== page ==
|Lord Mayor of London|
|Born||Tonbridge, Kent, England|
|Died||September 4, 1558|
He was born in Tonbridge, the youngest son of John Judde, Esq., a landowner from a leading local family. His mother, Margaret Chiche, was the granddaughter of an earlier Lord Mayor of London, Robert Chichele, and great-niece of Henry Chichele, Archbishop of Canterbury, and William Chichele, Sheriff of London. He left for London and apprenticed with the Skinners Company; he was later the master of the company for four terms. He accumulated a large fortune, part of which he used to establish the Tonbridge School in his home town. During his career as a merchant, he personally traveled to Russia, Spain, and the coast of Africa. He served as one of the Sheriffs of London in 1544, and was elected Lord Mayor of London in 1550. As a result of his vigorous opposition to Wyatt's Rebellion, he gained the favor of Queen Mary and Philip II of Spain. He served as Mayor of the Staple of Calais.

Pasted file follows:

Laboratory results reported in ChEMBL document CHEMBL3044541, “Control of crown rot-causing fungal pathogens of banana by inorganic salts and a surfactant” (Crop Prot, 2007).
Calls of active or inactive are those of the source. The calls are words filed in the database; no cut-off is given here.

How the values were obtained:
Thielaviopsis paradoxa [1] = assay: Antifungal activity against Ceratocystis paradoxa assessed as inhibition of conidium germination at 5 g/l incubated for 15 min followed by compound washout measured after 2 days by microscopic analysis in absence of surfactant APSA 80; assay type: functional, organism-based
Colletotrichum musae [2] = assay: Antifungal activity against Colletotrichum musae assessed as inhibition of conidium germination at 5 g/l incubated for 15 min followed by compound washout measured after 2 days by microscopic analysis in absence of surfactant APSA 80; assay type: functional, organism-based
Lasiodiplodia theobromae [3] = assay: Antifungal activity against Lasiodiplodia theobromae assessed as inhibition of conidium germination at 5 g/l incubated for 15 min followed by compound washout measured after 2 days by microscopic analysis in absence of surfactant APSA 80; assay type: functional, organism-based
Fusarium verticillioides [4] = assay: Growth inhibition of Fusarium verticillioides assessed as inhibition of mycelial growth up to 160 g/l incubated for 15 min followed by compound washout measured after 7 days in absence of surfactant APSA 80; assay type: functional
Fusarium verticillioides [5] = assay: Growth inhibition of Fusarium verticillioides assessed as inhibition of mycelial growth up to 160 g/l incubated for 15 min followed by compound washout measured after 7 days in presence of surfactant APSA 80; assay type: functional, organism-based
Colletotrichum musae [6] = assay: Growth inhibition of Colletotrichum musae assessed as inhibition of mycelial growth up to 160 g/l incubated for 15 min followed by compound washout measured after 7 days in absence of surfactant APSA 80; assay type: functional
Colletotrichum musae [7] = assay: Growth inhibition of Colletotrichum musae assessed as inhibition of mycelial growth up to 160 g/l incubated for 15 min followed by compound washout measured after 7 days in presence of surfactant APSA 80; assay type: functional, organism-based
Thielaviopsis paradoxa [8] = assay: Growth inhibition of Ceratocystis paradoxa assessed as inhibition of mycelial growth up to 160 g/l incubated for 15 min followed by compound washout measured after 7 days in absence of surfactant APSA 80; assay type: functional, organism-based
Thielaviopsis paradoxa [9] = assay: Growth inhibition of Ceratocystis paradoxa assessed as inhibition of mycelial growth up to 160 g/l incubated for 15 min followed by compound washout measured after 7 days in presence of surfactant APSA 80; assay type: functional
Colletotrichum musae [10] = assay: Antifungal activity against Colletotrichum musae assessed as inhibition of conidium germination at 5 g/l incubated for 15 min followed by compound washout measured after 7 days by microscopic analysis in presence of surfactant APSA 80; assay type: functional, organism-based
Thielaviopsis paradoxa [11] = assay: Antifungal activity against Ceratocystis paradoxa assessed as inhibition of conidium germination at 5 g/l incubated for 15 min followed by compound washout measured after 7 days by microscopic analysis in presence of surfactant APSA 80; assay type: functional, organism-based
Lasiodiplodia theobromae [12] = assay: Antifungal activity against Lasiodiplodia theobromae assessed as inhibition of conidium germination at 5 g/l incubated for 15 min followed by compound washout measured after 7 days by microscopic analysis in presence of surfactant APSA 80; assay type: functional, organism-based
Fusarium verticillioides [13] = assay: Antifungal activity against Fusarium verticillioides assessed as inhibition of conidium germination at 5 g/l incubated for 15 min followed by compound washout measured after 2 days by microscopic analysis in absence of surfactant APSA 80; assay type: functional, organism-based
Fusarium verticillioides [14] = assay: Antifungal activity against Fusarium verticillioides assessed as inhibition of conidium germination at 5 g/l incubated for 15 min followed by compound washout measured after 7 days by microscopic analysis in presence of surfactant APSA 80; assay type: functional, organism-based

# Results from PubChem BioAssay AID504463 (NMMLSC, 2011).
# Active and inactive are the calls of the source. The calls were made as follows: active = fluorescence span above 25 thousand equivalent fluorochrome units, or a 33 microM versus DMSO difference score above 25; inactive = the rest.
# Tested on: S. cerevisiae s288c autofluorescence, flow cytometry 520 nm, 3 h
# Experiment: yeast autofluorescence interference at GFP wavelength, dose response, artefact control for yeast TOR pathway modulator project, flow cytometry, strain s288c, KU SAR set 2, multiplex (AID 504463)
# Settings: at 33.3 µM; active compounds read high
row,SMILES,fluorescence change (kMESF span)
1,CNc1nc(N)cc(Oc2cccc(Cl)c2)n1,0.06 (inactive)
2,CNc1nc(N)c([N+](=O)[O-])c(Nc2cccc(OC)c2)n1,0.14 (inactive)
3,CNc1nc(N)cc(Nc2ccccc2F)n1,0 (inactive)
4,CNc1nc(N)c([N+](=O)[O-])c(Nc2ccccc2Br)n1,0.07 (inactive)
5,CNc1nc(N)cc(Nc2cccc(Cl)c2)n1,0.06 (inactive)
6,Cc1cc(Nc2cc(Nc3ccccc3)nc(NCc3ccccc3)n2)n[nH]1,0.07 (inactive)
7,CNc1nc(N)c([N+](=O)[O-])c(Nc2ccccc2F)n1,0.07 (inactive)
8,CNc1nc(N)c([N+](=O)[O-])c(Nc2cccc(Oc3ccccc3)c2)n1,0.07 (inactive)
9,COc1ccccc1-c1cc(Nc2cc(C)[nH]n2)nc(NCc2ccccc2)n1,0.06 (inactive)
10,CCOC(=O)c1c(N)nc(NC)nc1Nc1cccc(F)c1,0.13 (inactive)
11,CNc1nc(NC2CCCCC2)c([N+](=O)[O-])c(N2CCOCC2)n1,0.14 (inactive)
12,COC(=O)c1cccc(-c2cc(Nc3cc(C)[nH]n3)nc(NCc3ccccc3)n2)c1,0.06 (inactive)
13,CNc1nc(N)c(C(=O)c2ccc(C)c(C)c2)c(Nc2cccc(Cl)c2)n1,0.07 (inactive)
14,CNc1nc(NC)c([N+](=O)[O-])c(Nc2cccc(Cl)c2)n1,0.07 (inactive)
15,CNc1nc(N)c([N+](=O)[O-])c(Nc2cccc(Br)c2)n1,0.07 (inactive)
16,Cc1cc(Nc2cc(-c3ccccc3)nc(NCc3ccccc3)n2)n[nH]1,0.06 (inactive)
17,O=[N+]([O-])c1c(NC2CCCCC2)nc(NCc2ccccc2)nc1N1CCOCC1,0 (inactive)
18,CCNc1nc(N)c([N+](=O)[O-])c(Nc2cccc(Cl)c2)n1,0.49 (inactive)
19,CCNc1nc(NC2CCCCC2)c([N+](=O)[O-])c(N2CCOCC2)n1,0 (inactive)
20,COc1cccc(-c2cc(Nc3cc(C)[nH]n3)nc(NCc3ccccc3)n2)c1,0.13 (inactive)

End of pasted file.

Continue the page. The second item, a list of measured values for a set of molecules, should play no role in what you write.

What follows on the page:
Sir Andrew Judde was married three times. His first wife was Mary (1516-1550), daughter of Sir Thomas Murfyn, an earlier Lord Mayor of London; by her he had a daughter, Alice, who married Thomas Smythe, collector of customs for London. He married a second time, by 1542, to Agnes Anny Langton (1490-1550), about whom nothing is known. His third and final marriage was to the widow Mary Langton (née Matthews). Andrew died on September 4, 1558.
- "Lord Mayors of the City of London from 1189" (PDF). citybridgetrust.gov.uk. Archived from the original (PDF) on 14 July 2014. Retrieved 9 June 2014.
- "Transactions of the London and Middlesex Archaeological Society". Retrieved 6 October 2014.
- "The Annals of St. Helen's, Bishopsgate, London". Retrieved 6 October 2014.
- "Judde, Sir Andrew". Oxford Dictionary of National Biography. Retrieved 23 June 2014.